Book of the week: Paige, Jeffrey M. (1997) Coffee and Power: Revolution
and the Rise of Democracy in Central America
, Harvard University Press; Cambridge.

Gibson, Charles (1963) The Aztecs under Spanish Rule, New York;

Cambridge University Press. Chapter 3 “The Encomienda”.

Engerman, Stanley L. and Kenneth L. Sokoloff (1997) “Factor Endowments, Institutions, and Differential Paths of Growth among New World Economies,” in Stephen H. Haber ed. How Latin America Fell Behind, Stanford; Stanford University Press.

Third Essay.

November 8:

Coatsworth, John H. (1978) “Obstacles to Economic Growth in

Nineteenth-Century Mexico,” American Historical Review, 83, 80-100.

Haber, Stephen H. (2002) “Political Institutions and Economic

Development: Lessons from the Economic Histories of Mexico and the United States,

1790-1914,” http://www.stanford.edu/~haber/papers/Haber,%20Political%20Institutions%20and%20Economic%20Developmen–ver.pdf

Engerman, Stanley L. and Kenneth L. Sokoloff (2005) “The Evolution of

Suffrage Institutions in the New World,” Journal of Economic History, 65,

891-921.

Kelley, Jonathan and Herbert S. Klein (1981) Revolution and the Rebirth of Inequality, Berkeley; University of California Press. Chapters 3,4,6 and 7.

November 13: The Nature, Persistence and Decline of the Southern Equilibrium.

Book of the week: Markoff, John (1996) Waves of Democratization: Social Movements and Political Change, Thousand Oaks, California; Pine Forge Press.

Acemoglu, Daron and James A. Robinson (2006) “Persistence of Power,

Elites and Institutions,” NBER Working Paper #12108.

David, Paul (1985) “Clio and the Economics of QWERTY,” American

Economic Review, 75, 332-337.

Bateman, Fred and Thomas Weiss (1981) A Deplorable Scarcity: The Failure of Industrialization in the Slave Economy, Chapel Hill; University of North Carolina

Press.

November 15: Dynamics of Political Institutions

Acemoglu, Daron and James A. Robinson (2006) Economic Origins of

Dictatorship and Democracy, Cambridge University Press; New York. Chapter 1.

Markoff, John (1985) “The Social Geography of Rural Revolt at the

Beginning of the French Revolution,” American Sociological Review, 50, 761-781.

Mazzuca, Sebastián and James A. Robinson (2006) “Political Conflict and

Power-Sharing in the origins of Modern Colombia,” NBER Working Paper #12099.

Third Essay.

November 20: The Rise of the State.

Book of the (thanksgiving) week: Brewer, John (1988) The Sinews of Power: War, Money and the English State, 1688-1973, Harvard University Press; Cambridge.

O’Brien, Patrick K. (2005) “Fiscal and Financial Preconditions for

the Rise of British Naval Hegemony, 1485-1815,”

http://www.lse.ac.uk/collections/economicHistory/pdf/WP9105.pdf

Acemoglu, Daron and James A. Robinson (2000) “Why Did the West Extend the Franchise? Growth, Inequality and Democracy in Historical Perspective”, Quarterly Journal of Economics, CXV, 1167-1199.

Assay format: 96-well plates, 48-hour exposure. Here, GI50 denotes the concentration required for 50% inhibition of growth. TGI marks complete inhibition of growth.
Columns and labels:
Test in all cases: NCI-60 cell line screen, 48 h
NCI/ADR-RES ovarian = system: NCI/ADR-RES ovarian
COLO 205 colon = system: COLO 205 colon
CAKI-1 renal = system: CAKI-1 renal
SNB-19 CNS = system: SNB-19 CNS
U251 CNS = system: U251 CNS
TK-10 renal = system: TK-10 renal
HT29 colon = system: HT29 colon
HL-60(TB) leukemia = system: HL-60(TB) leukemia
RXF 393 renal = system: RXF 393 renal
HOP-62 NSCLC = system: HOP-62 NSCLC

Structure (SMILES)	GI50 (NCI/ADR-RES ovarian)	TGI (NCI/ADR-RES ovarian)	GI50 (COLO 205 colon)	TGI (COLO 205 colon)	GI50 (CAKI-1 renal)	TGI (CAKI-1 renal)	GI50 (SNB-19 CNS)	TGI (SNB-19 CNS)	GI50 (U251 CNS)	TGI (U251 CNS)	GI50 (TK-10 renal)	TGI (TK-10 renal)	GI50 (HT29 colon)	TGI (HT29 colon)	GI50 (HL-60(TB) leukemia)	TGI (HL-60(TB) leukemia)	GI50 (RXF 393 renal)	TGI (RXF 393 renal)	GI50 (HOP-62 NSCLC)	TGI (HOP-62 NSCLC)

November 27: Paths into the 20th Century #1: Socialism.

Book of the week: Robert C. Allen (2003) From Farm to Factory,

Princeton; Princeton University Press.

Moore, Barrington (1966) Social Origins of Dictatorship and Democracy, Boston; Beacon Press.

Chapters 7,8, and 9.

Offer, Gur (1987) “Soviet Economic Growth, 1928-1985,” Journal

of Economic Literature, 25, 1767-1833.

Djankov, Simeon, Rafael La Porta, Florencio Lopez-de-Silanes and Andrei Shleifer (2003) “The New Comparative Economics,” Journal of Comparative

Economics, 31, 595-619.

Fourth Essay.

November 29: Paths into the 20th Century #2: Fascism.

Temin, Peter (1991) “Soviet and Nazi Economic Planning in the

1930s,” Economic History Review, 44, 573-593.

Overy, Richard J. (1996) The Nazi Economic Recovery, 1932-1938, New

York; Cambridge University Press.

Cohen, Jon S. (1988) “Was Italian Fascism a Developmental

Dictatorship?” Economic History Review, 41, 95-113.

December 4: The post-War Recovery.

Book of the week: Barry Eichengreen (2006) The European Economy since 1945: Coordinated Capitalism and Beyond, Princeton University Press.

December 6: The Argentine Equilibrium.

Adelman, Jeremy (1994) Frontier Development: Land, Labor and Capital on the Wheatlands of Argentina and Canada, 1890-1914, Oxford; Clarendon Press. Look at

Chapter 1.

Díaz-Alejandro, Carlos F. (1988) “100 Years of Argentine Economic
History plus some Comparisons too,” in Andrés Velasco ed. Trade, Development and the World Economy: Selected Essays of Carlos Díaz-Alejandro, New York; Basil Blackwell.

O’Donnell, Guillermo (1978) State and Alliances in Argentina,

1956-1976,” Journal of Development Studies, 15, 3-33.

Roe, Mark J. (1998) “Backlash,” Columbia Law Review, 98,

217-241.

December 11: The African Disaster.

Killick, Tony (1978) Development Economics in Action; A Study of Economic Policies in Ghana, London; Heinemann. Chapter 2 “Development,

Disequilibrium and State Interventionism”, Chapter 3 “The Economic Strategies of Nkrumah and his Successors,” pp. 11-65, and Chapter 9 “The State as Entrepreneur” pp. 214-262.

Nkurunziza, Janvier and Floribert Ngaruko (2002) “Explaining Growth in Burundi: 1960-2000,” Centre for the Study of African Economies Working Paper 2002-03, Oxford University.

Dalton, George H. (1965) “History, Politics and Economic Development in Liberia,” Journal of Economic History, 25, 569-591.

December 13: The end of Poverty?

Mokyr (1990) Chapter 7.

Lucas, Robert E. (2002) “The Industrial Revolution: Past and
Future” in his Lectures on Economic Growth, Cambridge; Harvard University Press.

Rosenstein-Rodan, Paul (1961) “International Aid for Underdeveloped

Countries,” Review of Economics and Statistics, 43, 107-138.

Fukuyama, Francis (1989) “The End of History?”  The

National Interest, 16, 3-18..

December 18: Final Exam in Class.

http://my.harvard.edu/icb/icb.do?keyword=k8334&pageid=icb.page31409